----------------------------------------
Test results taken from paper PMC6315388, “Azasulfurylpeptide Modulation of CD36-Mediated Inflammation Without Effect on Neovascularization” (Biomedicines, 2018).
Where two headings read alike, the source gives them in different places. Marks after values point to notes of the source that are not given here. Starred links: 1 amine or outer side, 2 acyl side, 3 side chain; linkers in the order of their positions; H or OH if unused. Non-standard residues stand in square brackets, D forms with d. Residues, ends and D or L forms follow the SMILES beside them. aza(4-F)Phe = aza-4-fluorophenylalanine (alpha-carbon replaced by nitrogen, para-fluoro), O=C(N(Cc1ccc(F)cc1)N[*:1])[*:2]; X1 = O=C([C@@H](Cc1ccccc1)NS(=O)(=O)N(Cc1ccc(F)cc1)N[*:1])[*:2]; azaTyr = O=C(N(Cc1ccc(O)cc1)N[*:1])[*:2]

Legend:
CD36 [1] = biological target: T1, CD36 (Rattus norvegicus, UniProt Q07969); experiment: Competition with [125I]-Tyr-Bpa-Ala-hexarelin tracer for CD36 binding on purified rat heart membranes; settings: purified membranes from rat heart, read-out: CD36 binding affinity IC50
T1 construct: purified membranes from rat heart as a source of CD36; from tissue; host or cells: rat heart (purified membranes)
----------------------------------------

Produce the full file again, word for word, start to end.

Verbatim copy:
Test results taken from paper PMC6315388, “Azasulfurylpeptide Modulation of CD36-Mediated Inflammation Without Effect on Neovascularization” (Biomedicines, 2018).
Where two headings read alike, the source gives them in different places. Marks after values point to notes of the source that are not given here. Starred links: 1 amine or outer side, 2 acyl side, 3 side chain; linkers in the order of their positions; H or OH if unused. Non-standard residues stand in square brackets, D forms with d. Residues, ends and D or L forms follow the SMILES beside them. aza(4-F)Phe = aza-4-fluorophenylalanine (alpha-carbon replaced by nitrogen, para-fluoro), O=C(N(Cc1ccc(F)cc1)N[*:1])[*:2]; X1 = O=C([C@@H](Cc1ccccc1)NS(=O)(=O)N(Cc1ccc(F)cc1)N[*:1])[*:2]; azaTyr = O=C(N(Cc1ccc(O)cc1)N[*:1])[*:2]

Legend:
CD36 [1] = biological target: T1, CD36 (Rattus norvegicus, UniProt Q07969); experiment: Competition with [125I]-Tyr-Bpa-Ala-hexarelin tracer for CD36 binding on purified rat heart membranes; settings: purified membranes from rat heart, read-out: CD36 binding affinity IC50
T1 construct: purified membranes from rat heart as a source of CD36; from tissue; host or cells: rat heart (purified membranes)